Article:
Intermediate+ Word of the Day: drip

To drip means ‘to fall in drops’ or ‘to dribble.’ As a noun, a drip is the act of dripping, the liquid that drips, and also the sound made by the drops. Colloquially, we call someone boring or dull a drip. In medicine, a drip is the continuous introduction of a fluid into the body…

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Intermediate+ Word of the Day: flock

A flock is a group of animals or birds that live or travel together and, figuratively, a large group of people or things. In religion, a flock is a church congregation. As a verb, to flock means ‘to gather or go in a group.’ Unrelatedly, flock is also wool or cloth refuse, usually used to stuff mattresses or upholster furniture. The verb means…

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Intermediate+ Word of the Day: snoop

If you snoop, it means that you go around in a sneaky way trying to get information or see something that would usually be kept private. As a noun, a snoop is the act of snooping. Informally, someone who does this is also called a snoop, or a snooper, and sometimes a private detective can also be called a snoop..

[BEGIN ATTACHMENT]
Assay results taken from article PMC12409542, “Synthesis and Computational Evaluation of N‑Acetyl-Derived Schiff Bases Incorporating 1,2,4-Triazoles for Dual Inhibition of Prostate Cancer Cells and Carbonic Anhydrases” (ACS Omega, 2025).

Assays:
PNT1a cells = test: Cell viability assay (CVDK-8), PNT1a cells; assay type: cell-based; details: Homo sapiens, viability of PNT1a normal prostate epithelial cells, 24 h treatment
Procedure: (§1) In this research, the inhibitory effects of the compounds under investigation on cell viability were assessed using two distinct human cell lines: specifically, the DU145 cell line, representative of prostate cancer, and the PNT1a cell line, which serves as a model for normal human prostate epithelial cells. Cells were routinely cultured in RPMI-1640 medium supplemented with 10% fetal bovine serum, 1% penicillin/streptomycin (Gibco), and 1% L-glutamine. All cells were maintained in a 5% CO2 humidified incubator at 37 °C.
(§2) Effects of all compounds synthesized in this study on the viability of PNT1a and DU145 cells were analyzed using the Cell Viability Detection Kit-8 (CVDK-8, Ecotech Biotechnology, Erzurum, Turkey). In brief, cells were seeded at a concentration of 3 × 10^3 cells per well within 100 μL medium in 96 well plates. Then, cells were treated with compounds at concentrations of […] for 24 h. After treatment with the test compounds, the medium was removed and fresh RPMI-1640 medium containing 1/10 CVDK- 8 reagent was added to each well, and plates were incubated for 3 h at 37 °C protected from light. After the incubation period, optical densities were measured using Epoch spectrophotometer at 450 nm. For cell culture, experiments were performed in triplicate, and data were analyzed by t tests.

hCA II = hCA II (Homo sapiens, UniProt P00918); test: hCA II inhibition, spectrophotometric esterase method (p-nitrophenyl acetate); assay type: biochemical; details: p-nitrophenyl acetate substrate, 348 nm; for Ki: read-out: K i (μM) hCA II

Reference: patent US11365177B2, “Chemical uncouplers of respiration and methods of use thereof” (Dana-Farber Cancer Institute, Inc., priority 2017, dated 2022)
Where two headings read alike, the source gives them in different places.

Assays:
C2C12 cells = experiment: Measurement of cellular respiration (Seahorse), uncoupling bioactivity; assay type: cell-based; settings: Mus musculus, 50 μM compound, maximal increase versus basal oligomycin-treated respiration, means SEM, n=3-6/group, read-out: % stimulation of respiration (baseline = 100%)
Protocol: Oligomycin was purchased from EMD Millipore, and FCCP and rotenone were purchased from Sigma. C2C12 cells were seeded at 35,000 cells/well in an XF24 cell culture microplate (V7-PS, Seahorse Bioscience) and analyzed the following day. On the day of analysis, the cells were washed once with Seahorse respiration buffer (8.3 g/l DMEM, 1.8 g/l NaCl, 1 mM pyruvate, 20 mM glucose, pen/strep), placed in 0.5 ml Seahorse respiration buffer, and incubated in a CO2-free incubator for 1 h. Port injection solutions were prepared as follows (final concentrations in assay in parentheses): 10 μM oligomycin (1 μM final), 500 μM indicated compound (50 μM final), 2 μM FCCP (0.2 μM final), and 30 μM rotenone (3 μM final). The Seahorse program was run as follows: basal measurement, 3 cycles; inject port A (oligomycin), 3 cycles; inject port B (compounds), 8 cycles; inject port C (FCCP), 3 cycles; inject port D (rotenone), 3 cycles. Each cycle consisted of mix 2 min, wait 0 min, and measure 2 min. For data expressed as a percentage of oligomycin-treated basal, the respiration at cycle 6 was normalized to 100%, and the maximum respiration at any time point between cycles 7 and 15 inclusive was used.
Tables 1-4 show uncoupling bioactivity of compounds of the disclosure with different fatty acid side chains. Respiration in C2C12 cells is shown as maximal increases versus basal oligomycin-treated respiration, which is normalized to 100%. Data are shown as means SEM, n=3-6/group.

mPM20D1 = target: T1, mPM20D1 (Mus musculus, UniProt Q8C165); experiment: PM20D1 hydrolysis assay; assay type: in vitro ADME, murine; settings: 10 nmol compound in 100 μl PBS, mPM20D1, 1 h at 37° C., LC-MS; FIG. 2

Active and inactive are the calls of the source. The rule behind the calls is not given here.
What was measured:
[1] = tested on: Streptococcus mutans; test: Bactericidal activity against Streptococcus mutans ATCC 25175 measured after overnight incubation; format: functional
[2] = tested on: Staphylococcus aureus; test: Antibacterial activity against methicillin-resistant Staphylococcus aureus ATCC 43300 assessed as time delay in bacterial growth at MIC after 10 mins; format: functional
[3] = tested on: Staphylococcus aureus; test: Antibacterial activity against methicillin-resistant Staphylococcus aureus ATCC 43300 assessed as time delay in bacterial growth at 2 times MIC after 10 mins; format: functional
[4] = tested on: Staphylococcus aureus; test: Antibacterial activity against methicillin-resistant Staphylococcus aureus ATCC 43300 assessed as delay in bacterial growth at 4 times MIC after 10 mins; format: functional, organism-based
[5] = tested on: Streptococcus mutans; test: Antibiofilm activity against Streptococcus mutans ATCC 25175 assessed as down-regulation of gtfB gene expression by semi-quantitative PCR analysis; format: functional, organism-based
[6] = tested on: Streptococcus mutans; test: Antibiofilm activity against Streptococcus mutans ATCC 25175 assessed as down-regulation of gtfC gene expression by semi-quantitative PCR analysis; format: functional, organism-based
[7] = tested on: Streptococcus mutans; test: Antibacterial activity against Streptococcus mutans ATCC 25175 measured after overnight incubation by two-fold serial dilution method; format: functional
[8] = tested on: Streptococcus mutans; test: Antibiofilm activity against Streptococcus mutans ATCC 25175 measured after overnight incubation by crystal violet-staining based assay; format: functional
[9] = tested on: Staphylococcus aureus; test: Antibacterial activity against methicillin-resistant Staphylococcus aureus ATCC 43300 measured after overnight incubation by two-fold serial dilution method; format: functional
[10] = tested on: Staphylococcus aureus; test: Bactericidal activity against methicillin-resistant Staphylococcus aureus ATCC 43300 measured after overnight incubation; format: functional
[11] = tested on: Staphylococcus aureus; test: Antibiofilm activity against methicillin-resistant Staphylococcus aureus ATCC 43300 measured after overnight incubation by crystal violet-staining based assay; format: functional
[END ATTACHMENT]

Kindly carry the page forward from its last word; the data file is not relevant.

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Intermediate+ Word of the Day: pass

As a verb, to pass means ‘to move past or go by’ or ‘to cross or go over.’ It also means ‘to experience or undergo.’ In reference to time, it means ‘to elapse’ or, in reference to a situation, state, or feeling, it means ‘to come to an end.’ When we’re talking about objects, to pass means ‘to transfer or convey’ or ‘to cause to go through or over or under somewhere.’ As a noun, a pass is the action of conveying or transferring something, especially the transfer of a ball between players on the same team in sports, but it is also a narrow road or path across part of a mountain range, written permission to enter somewhere, and a state of affairs. Informally, a pass is an action….

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Intermediate+ Word of the Day: snip

To snip means ‘to cut with quick and small strokes,’ as you do with scissors. As a noun, a snip is the act of snipping and also the thing that’s been snipped off. Any small amount of something can also be called a snip. Colloquially, in US English, an insignificant person or an impertinent one can be called a snip, though this use is a bit dated. In British English, a snip is a bargain…

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